Florida Medical Association Endorses Medical Use of Marijuana

Wednesday, 04 June 1997

One of the nation's largest state medical associations favors the use of marijuana as a medicine and is urging the federal government to permit controlled clinical trials to further evaluate the drug's therapeutic potential.

The Florida Medical Association (FMA) passed resolution #97-61 on June 1, 1997, which pronounces the following:

  • The FMA urges the state and federal governments and the U.S. Public Health Service to allow limited access to medical marijuana.
  • The FMA urges Congress, the Food and Drug Administration (FDA), the National Institute on Drug Abuse (NIDA), and the Drug Enforcement Administration (DEA) to expedite unimpeded research into the therapeutic potential of smokable marijuana.
  • The FMA shall present this resolution to the American Medical Association.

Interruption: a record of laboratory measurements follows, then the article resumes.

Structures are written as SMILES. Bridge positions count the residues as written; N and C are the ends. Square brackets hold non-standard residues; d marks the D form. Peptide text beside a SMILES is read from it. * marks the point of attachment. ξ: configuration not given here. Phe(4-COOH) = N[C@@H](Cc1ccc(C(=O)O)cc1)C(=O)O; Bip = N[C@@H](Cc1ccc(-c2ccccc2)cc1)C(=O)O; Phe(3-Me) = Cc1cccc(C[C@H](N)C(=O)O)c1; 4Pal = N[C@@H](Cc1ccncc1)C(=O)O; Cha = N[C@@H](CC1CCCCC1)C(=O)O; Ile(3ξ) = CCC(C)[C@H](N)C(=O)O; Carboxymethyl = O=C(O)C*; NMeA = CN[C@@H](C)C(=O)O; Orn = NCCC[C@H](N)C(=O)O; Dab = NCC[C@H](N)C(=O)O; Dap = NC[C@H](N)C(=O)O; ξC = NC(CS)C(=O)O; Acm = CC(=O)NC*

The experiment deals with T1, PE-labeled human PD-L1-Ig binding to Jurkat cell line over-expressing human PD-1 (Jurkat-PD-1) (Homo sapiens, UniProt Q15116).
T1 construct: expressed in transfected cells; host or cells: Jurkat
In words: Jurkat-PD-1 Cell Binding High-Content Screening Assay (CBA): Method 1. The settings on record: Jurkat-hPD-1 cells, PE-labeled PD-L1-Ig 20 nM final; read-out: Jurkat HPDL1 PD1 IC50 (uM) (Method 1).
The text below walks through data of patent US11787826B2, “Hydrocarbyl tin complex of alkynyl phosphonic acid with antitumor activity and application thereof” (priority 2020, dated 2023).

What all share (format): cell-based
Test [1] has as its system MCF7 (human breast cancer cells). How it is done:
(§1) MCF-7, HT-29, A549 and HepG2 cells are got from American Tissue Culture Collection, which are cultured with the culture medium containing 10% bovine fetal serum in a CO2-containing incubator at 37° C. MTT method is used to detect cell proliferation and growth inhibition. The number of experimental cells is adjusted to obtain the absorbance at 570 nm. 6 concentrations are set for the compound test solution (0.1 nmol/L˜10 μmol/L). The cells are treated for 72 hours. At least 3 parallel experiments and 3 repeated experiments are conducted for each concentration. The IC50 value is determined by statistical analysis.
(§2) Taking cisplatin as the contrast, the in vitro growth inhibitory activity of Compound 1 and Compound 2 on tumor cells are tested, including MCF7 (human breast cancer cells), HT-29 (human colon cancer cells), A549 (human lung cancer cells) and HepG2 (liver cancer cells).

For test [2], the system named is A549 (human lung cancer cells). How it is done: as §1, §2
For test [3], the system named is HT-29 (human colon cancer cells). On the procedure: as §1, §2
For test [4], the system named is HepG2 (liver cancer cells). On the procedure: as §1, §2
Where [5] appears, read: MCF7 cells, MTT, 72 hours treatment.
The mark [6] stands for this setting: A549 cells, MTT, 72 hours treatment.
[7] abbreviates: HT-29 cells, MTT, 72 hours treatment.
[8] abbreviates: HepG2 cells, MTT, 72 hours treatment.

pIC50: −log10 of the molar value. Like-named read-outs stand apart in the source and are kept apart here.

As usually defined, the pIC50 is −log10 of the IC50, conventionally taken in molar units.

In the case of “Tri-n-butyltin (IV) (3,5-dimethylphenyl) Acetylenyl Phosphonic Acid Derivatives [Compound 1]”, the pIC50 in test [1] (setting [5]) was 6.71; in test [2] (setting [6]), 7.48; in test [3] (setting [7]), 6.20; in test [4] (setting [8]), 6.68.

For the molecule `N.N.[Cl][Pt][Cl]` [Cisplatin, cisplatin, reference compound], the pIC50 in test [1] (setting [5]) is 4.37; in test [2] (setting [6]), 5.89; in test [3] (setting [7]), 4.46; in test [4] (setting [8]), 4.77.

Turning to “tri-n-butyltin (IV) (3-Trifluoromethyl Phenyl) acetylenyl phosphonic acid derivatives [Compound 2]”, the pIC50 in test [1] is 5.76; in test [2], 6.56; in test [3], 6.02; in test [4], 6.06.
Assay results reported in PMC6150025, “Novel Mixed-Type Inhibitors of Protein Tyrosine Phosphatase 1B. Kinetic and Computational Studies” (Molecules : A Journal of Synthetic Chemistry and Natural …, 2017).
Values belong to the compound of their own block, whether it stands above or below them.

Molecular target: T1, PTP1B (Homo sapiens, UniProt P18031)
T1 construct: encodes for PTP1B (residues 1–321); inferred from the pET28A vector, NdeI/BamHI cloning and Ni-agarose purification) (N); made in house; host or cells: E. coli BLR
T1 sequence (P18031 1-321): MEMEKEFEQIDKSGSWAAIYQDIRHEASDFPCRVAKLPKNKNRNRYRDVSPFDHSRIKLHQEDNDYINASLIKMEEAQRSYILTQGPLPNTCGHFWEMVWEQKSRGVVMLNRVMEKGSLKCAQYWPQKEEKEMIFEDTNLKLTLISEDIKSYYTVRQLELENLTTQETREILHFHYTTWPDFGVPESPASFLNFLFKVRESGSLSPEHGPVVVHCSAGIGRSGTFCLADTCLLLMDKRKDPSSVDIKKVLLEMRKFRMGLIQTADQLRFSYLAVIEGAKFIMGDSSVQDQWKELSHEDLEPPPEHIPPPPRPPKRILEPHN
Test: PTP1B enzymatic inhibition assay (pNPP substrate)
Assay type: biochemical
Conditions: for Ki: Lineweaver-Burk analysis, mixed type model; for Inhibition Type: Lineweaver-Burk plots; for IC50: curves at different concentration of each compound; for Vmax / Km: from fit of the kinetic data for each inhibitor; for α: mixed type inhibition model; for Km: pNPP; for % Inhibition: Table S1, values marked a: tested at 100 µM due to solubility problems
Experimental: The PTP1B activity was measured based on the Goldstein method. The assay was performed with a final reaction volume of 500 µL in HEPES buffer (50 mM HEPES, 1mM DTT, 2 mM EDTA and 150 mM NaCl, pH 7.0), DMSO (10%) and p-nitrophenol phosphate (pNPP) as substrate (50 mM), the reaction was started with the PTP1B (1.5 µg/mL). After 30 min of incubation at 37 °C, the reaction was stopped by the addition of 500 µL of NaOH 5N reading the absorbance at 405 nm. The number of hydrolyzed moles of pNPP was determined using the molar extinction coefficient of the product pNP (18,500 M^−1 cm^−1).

Dr. Mark LaPorta, Treasurer of the Dade County Medical Association, praised the FMA's decision to endorse the use of medical marijuana. "Thousands of patients and doctors have found that marijuana is therapeutically beneficial. It is unconscionable for our government to tell us we cannot even discuss marijuana in our offices," he explained.

Toni Leeman, President of the Florida-based Coalition Advocating Medical Marijuana (CAMM), said that the FMA resolution could be a pivotal first step legalizing marijuana for medical use in Florida. "We trust that by 1998 the patients in Florida will no longer have to suffer needlessly or risk incarceration" for using an effective medicine, she said. "With the support of the FMA, we are that much closer to rational legalization in Florida."

Florida case law already exempts some seriously ill patients who use marijuana as a medicine. For more information, please contact Toni Leeman of CAMM at (305) 576-2337 or Allen St. Pierre of The NORML Foundation at (202) 483-8751.